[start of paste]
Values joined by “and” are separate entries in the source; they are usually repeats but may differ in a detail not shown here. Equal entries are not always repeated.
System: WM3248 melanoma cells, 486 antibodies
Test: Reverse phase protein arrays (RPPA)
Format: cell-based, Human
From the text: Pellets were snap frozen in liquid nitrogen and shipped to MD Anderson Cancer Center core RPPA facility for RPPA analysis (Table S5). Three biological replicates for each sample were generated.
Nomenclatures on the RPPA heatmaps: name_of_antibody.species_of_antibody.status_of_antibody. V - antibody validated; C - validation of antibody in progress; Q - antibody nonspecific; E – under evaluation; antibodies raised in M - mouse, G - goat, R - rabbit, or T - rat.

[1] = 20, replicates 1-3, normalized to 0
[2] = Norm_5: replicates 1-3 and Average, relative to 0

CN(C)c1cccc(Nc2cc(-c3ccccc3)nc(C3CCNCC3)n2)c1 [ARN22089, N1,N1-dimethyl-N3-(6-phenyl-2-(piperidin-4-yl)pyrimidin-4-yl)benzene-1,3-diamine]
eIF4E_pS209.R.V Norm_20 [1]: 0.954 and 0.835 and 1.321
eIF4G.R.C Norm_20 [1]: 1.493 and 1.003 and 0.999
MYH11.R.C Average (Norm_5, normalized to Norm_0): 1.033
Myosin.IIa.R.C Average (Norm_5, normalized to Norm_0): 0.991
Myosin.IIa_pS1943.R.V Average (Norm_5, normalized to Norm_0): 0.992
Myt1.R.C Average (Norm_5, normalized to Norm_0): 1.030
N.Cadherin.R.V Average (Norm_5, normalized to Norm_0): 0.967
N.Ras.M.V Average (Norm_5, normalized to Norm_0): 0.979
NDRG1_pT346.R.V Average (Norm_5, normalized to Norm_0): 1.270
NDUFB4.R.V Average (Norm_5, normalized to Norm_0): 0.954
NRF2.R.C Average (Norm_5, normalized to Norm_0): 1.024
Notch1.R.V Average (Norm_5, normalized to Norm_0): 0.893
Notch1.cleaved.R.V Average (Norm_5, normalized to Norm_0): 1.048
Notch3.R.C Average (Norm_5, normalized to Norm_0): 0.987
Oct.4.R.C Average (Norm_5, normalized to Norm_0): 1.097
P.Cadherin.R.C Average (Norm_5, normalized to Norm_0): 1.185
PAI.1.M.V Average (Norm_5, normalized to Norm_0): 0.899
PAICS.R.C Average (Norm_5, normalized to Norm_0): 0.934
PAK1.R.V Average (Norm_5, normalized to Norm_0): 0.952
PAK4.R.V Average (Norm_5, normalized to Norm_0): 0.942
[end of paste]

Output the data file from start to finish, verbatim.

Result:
Values joined by “and” are separate entries in the source; they are usually repeats but may differ in a detail not shown here. Equal entries are not always repeated.
System: WM3248 melanoma cells, 486 antibodies
Test: Reverse phase protein arrays (RPPA)
Format: cell-based, Human
From the text: Pellets were snap frozen in liquid nitrogen and shipped to MD Anderson Cancer Center core RPPA facility for RPPA analysis (Table S5). Three biological replicates for each sample were generated.
Nomenclatures on the RPPA heatmaps: name_of_antibody.species_of_antibody.status_of_antibody. V - antibody validated; C - validation of antibody in progress; Q - antibody nonspecific; E – under evaluation; antibodies raised in M - mouse, G - goat, R - rabbit, or T - rat.

[1] = 20, replicates 1-3, normalized to 0
[2] = Norm_5: replicates 1-3 and Average, relative to 0

CN(C)c1cccc(Nc2cc(-c3ccccc3)nc(C3CCNCC3)n2)c1 [ARN22089, N1,N1-dimethyl-N3-(6-phenyl-2-(piperidin-4-yl)pyrimidin-4-yl)benzene-1,3-diamine]
eIF4E_pS209.R.V Norm_20 [1]: 0.954 and 0.835 and 1.321
eIF4G.R.C Norm_20 [1]: 1.493 and 1.003 and 0.999
MYH11.R.C Average (Norm_5, normalized to Norm_0): 1.033
Myosin.IIa.R.C Average (Norm_5, normalized to Norm_0): 0.991
Myosin.IIa_pS1943.R.V Average (Norm_5, normalized to Norm_0): 0.992
Myt1.R.C Average (Norm_5, normalized to Norm_0): 1.030
N.Cadherin.R.V Average (Norm_5, normalized to Norm_0): 0.967
N.Ras.M.V Average (Norm_5, normalized to Norm_0): 0.979
NDRG1_pT346.R.V Average (Norm_5, normalized to Norm_0): 1.270
NDUFB4.R.V Average (Norm_5, normalized to Norm_0): 0.954
NRF2.R.C Average (Norm_5, normalized to Norm_0): 1.024
Notch1.R.V Average (Norm_5, normalized to Norm_0): 0.893
Notch1.cleaved.R.V Average (Norm_5, normalized to Norm_0): 1.048
Notch3.R.C Average (Norm_5, normalized to Norm_0): 0.987
Oct.4.R.C Average (Norm_5, normalized to Norm_0): 1.097
P.Cadherin.R.C Average (Norm_5, normalized to Norm_0): 1.185
PAI.1.M.V Average (Norm_5, normalized to Norm_0): 0.899
PAICS.R.C Average (Norm_5, normalized to Norm_0): 0.934
PAK1.R.V Average (Norm_5, normalized to Norm_0): 0.952
PAK4.R.V Average (Norm_5, normalized to Norm_0): 0.942